Sourcing images for a marketing or social media campaign is a classic "Catch-22." On one hand, marketers can work with some of the best graphic designers around - except it will cost them a pretty penny. On the other hand, marketers can legally source free photos, yet these photos may look amateurish and unprofessional.
Fortunately, there's a middle ground, whereby small marketing departments can get images - compelling, professional images - within a reasonable budget.
Before we take a closer look at how to get affordable photos, we wanted to first add a caveat to our opening paragraph. We certainly did not mean to give the impression that all free photo sites are comprised of amateurish photos. In reality, there are tons of reputable free photo sites out there, like Stock.xchin, Openphoto.net and Unprofound. Companies just need to be patient and know where to look. Furthermore, marketers can also source trademarked photos as long as they keep in mind the principles of "fair use," and, most importantly, attribute and link to the original sources.
That said, link and source attribution is most applicable to sharing photos on social media. If you're running a unique marketing campaign you're not going to use shared photos, which bring us back to our original point: a sensible and affordable middle ground whereby marketing departments can source images. The fact is that while there are tons of great and free stock photos out there, companies shouldn't feel obligated to use them as-is. In other words, not only are these photos there for the taking, but they can also be repurposed by in-house graphic designers. Therefore, a great and simple way to generate effective photos is to download them for free and re-format them based on your needs.
Here's one way to do it by using a tremendously helpful (and free) resource, Creative Commons (CC.) CC is a non-profit organization "devoted to expanding the range of creative works available for others to build upon legally and to share." They also have one of the most thorough and impressive databases enabling users to "find content you can share, use, and remix."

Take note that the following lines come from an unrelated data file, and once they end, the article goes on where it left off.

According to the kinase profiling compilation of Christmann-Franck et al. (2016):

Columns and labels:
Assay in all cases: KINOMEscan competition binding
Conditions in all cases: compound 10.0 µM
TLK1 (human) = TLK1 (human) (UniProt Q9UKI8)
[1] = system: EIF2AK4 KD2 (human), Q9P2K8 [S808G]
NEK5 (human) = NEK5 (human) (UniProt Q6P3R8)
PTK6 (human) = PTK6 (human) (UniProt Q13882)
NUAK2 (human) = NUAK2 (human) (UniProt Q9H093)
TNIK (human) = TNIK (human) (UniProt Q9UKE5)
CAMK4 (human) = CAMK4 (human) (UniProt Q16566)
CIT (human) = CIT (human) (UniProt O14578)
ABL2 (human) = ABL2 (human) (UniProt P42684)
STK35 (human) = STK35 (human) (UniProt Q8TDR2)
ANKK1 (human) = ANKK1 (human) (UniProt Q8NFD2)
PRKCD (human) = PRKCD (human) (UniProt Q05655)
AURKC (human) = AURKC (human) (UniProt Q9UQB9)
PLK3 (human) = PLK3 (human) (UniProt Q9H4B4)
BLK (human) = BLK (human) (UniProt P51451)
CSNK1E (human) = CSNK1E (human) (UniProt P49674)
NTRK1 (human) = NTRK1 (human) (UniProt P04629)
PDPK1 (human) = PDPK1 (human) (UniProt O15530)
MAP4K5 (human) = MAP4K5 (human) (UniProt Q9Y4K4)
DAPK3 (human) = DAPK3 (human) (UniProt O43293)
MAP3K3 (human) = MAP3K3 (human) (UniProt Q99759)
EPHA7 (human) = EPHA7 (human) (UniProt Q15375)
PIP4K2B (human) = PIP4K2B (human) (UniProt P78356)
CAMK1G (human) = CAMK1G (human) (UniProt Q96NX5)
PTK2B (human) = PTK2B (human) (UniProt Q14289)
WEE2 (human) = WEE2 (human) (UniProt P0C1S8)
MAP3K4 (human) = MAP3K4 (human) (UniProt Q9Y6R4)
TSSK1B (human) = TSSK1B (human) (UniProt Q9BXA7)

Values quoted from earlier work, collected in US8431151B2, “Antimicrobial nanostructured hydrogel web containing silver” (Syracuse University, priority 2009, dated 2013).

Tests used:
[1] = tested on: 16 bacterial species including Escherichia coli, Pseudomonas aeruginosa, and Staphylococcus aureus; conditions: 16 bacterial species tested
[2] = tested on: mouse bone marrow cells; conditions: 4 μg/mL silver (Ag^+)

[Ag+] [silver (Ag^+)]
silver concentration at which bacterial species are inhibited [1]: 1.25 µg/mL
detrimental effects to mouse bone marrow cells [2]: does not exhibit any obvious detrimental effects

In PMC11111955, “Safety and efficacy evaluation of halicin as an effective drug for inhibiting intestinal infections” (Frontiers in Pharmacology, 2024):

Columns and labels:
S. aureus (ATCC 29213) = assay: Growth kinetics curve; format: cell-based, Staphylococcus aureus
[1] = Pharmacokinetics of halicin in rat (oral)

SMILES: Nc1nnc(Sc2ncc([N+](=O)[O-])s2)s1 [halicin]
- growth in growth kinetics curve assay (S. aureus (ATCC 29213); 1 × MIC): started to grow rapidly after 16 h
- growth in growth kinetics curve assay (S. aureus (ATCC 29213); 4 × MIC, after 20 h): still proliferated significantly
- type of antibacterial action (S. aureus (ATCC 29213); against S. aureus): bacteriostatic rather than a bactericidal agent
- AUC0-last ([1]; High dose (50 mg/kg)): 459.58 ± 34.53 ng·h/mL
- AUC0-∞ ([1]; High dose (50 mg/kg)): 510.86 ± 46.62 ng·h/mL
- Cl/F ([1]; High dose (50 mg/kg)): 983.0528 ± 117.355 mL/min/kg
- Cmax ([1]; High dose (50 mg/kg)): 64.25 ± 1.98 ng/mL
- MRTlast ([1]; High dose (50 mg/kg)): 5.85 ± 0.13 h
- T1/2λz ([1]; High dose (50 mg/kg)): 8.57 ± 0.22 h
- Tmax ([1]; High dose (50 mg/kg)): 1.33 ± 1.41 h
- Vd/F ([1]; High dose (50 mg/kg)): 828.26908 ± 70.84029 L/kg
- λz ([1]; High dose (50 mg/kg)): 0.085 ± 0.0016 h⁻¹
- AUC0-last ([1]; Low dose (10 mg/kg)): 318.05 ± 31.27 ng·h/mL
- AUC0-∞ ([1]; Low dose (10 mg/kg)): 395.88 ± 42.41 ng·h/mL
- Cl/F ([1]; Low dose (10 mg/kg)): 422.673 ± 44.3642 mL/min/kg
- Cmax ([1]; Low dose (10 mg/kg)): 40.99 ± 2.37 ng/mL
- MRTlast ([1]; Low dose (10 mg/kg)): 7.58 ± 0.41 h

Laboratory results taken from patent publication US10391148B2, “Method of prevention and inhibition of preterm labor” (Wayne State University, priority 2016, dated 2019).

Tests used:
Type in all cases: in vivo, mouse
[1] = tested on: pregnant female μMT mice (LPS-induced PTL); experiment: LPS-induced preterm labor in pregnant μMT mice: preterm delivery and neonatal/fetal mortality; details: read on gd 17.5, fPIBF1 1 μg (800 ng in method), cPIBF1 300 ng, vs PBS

Simply go to the search page and enter your query. Before you hit Enter, you can check or uncheck two boxes pertaining to your search, namely if the desired image is can be used for "commercial purposes" or can be modified, adapted, or built upon. You can also search using specific vectors - Flickr, Google images, Open Clip Art Library, etc.
For our purposes, we entered "Car Buyer" in the search box and then clicked on Google Images. The result was a familiar Google Images page, however, the images were sorted by the tag "Labeled for reuse with modification." You can also filter results by "Labeled for reuse," "Labeled for noncommercial reuse with modification," "Labeled for noncommercial reuse," and "Not filtered by license."
Once you find an image to your liking, simply download it, import it into Illustrator or Photoshop, and create your customized version.
One note here: While CC is a repository of collected images, they don't own the copyrights to the photos themselves. So if you're going to use images from their site for a large-scale marketing campaign, we recommend you contact the copyright holder directly.
One last point. Downloading an image from a "free" site and subsequently modifying it in-house isn't "free;" after all, you have to pay a designer to do the customization work. That said, it's certainly more affordable than hiring a professional photographer and the end-result, a compelling customized image, will look better and more personalized than simply using a free stock photo without modification.